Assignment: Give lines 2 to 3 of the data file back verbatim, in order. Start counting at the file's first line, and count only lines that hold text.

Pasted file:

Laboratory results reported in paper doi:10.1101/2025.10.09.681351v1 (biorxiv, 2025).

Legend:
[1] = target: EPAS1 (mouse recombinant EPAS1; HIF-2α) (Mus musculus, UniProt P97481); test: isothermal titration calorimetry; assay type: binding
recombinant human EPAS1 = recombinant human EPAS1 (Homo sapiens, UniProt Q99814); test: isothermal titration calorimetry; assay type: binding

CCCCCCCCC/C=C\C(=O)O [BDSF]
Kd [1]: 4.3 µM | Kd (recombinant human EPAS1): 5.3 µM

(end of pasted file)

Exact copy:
Legend:
[1] = target: EPAS1 (mouse recombinant EPAS1; HIF-2α) (Mus musculus, UniProt P97481); test: isothermal titration calorimetry; assay type: binding